By: Oscar Acosta
Photos By: Luis Mariano
As the gas throttled to 90 mph, with 325 horsepower and 273 pounds per foot of torque, I was glued to the seat. I had the acute feeling my supposed masculinity might be challenged by turning into a puddle. Remember Wile E. Coyote? Fortunately, the driver capitulated to a minivan, symbol of domesticity and the day-to-day grind, and eased on the throttle of his 2006 Porsche Carrera. This may have been what saved me from what would have been a very unseemly display, just enough for me to consider how I ended up strapped to the equivalent, albeit much sleeker, ACME rocket.
I initially met Lenny, a man wise beyond his years in all things Porsche, at his Redline Racing garage situated in the heart of El Paso’s Five Points area. His place is a living tribute to German engineering prowess. For years, Lenny has tended to the underserved Porsche community, fixing and attending to classics like 1974’s 911 Porsche Targa and serving as one-time president to the Carrera Region – Porsche Club of America.
The Carrera Region – PCA has been around for over 50 years in El Paso. Founded in 1966, the PCA is eponymously named after 1954’s La Carrera Panamericana. This legendary race ranged border to border, from Cuauhtémoc, Chiapas in the south to our sister city Cd. Juárez in the north. With the length of 2,096 miles and lasting six days, the race is still considered incredibly challenging and at the time even deadly. More so, this race inexorably ties our area with Stuttgart’s burgeoning reputation for mechanical excellence, when two factory-stock Porsche 550 Spyders helped launch Porsche’s worldwide renown placing third and fourth. It is no easy feat to take on the treacherous Lacandon jungle roads, the central Mexican altiplano and finish through the grueling heat of the Chihuahuan Desert.
The current iteration of the Carrera Region-PCA is composed of a group of raconteurs led by Club President, Teri Talavera, Lenny Loftin and Bill and Fran Walker. Together, they lead the 95 members of the local PCA. According to Teri, the club’s shared love for Porsche’s may have brought them together but at its heart “It’s not just the cars, it’s the people.”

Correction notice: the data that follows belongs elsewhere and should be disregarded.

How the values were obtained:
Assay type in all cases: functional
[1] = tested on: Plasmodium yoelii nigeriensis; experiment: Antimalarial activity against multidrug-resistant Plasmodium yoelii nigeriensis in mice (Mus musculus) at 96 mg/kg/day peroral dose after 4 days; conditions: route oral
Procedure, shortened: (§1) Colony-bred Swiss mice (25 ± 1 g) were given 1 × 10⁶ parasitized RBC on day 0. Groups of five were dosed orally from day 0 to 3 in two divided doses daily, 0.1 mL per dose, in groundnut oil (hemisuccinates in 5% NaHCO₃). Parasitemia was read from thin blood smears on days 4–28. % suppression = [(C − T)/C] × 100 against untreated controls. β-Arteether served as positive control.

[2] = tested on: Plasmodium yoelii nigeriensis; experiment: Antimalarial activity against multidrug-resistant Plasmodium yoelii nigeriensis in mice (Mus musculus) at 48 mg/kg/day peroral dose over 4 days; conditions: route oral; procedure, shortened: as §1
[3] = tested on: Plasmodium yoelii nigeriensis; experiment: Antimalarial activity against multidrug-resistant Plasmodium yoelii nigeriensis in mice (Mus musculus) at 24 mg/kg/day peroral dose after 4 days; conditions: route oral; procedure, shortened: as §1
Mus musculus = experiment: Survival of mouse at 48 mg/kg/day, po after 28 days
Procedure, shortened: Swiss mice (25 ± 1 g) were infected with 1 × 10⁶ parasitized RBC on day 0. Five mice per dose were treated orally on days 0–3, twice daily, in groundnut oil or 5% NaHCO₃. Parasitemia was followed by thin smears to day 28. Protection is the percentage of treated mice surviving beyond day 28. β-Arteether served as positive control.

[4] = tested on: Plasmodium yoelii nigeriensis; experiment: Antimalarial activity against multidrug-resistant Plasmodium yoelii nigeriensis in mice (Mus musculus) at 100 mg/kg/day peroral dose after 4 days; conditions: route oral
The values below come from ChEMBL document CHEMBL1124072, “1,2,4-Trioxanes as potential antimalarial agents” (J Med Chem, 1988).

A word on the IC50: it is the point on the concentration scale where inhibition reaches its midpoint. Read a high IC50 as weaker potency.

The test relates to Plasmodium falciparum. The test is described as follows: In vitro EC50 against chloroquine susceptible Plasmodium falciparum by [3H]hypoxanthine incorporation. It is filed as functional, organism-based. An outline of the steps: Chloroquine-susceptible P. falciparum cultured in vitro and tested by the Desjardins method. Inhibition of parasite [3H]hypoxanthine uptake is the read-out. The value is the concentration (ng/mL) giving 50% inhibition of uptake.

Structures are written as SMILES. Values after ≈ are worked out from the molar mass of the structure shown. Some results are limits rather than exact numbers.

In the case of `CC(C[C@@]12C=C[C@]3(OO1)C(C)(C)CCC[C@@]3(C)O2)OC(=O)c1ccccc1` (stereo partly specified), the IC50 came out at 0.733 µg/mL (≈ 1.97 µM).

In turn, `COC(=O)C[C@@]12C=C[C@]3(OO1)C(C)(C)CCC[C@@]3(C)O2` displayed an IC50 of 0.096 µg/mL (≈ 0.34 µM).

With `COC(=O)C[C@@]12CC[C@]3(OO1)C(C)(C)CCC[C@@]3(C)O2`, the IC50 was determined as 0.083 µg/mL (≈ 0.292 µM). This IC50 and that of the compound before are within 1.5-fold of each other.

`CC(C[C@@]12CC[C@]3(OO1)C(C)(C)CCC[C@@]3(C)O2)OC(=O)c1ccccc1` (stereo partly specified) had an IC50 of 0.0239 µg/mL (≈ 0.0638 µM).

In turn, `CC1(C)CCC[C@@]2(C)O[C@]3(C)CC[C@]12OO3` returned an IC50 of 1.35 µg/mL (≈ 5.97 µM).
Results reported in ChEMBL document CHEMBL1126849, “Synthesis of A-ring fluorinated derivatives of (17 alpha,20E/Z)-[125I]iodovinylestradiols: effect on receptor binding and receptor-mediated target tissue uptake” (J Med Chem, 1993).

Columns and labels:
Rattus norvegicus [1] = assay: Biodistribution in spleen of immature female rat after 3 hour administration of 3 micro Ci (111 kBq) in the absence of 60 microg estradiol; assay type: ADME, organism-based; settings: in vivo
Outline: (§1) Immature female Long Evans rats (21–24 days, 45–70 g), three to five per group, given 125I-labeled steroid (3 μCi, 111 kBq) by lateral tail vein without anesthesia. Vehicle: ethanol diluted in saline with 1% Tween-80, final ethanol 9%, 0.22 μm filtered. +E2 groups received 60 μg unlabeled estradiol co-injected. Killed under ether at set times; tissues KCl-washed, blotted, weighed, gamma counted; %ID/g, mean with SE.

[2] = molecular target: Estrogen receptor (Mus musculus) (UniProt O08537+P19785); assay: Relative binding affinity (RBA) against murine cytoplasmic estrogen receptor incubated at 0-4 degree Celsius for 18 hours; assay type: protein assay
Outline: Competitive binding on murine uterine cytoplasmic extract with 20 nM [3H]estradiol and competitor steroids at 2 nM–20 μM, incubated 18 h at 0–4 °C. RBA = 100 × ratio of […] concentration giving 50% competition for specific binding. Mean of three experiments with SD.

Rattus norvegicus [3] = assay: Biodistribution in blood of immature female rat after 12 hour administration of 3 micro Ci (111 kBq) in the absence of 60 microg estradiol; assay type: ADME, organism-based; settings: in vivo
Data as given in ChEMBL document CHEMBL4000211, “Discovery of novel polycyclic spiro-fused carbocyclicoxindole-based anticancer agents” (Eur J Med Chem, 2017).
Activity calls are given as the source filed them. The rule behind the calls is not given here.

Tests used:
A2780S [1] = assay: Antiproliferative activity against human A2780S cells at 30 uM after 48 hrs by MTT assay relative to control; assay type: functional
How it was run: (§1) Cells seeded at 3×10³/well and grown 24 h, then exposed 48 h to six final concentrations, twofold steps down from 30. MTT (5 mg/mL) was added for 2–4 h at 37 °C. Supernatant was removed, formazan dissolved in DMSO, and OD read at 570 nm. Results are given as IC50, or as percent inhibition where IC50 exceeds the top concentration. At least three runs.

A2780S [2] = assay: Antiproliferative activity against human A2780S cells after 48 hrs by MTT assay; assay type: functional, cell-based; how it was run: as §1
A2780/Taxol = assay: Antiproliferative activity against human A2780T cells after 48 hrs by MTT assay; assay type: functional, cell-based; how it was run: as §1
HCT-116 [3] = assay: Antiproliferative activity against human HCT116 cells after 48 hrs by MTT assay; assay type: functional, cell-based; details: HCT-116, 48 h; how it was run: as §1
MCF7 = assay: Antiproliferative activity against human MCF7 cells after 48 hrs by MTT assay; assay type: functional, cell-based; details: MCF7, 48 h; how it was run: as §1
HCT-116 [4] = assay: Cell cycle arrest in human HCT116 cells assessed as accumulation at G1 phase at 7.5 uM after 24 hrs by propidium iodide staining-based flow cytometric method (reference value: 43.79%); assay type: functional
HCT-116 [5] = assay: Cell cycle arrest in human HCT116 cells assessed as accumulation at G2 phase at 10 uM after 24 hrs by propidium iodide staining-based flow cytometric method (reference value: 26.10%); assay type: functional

Consider a new 911 GT3 RS. It’s a beast, that goes from 0-60mph in three seconds flat. At $187,000, it might be a puerile dream to some, for others, it’s a dream come true. Truth is, it’s probably a bit of both. However you think of it, the club offers a High-Performance Driving Education program during their Oktoberfiesta at Arroyo Seco Raceway in Deming, New Mexico.
We are not all born racecar drivers. The Oktoberfiesta gives members an opportunity to get on a track and have somebody with experience teach you about what it takes to drive a 4.0-liter, six-cylinder horizontally opposed engine that puts out 520 horsepower. You’re probably going to need a new set of $1,000 tires because, as Teri described it, “they’re are going to get a beating.” If you can afford the $60,000-and-above sticker price for the car, the $275 course fee will look like an absolute steal. Plus, in addition to all the racetrack adrenaline, you get a scenic tour of southern New Mexico, a T-shirt and a dinner banquet.
It would be easy to dismiss the PCA as a boys club. However, as I spoke to some of its members and saw them speak to each other, Teri’s word resonated with what I saw and experienced. In fact, the PCA was often run by women like Fran Walker, Dede Rogers and now, Teri, who made the club friendly to spouses, organized the social aspects of it and promoted its cohesion.
The history of its members is intertwined with the history of the club. PCA legend Bill Walker and his wife Fran were married in 1953. When Bill was shipped to military duty in Korea and later Germany, he replaced his American made Corvette for his first Porsche, a 1966 911 S. After his return, he shared his love of Porsche with his wife Fran Walker, who later became club president and Club Historian. Their story is a story of shared passion that nurtured and carried the club along more so than the cold, precise machinery at the heart of the Porsche. This club is “not just about the cars, it’s the people.”
As I held on for dear life, nine other racers sped around me through the west side of Transmountain Road. I came to know that the club was held together not just for the love of the engineering that kept the machinery purring at 90 mph but its members, some with tenures spanning decades. For this we shall know them well, we should know them as men, and women, of wealth and taste.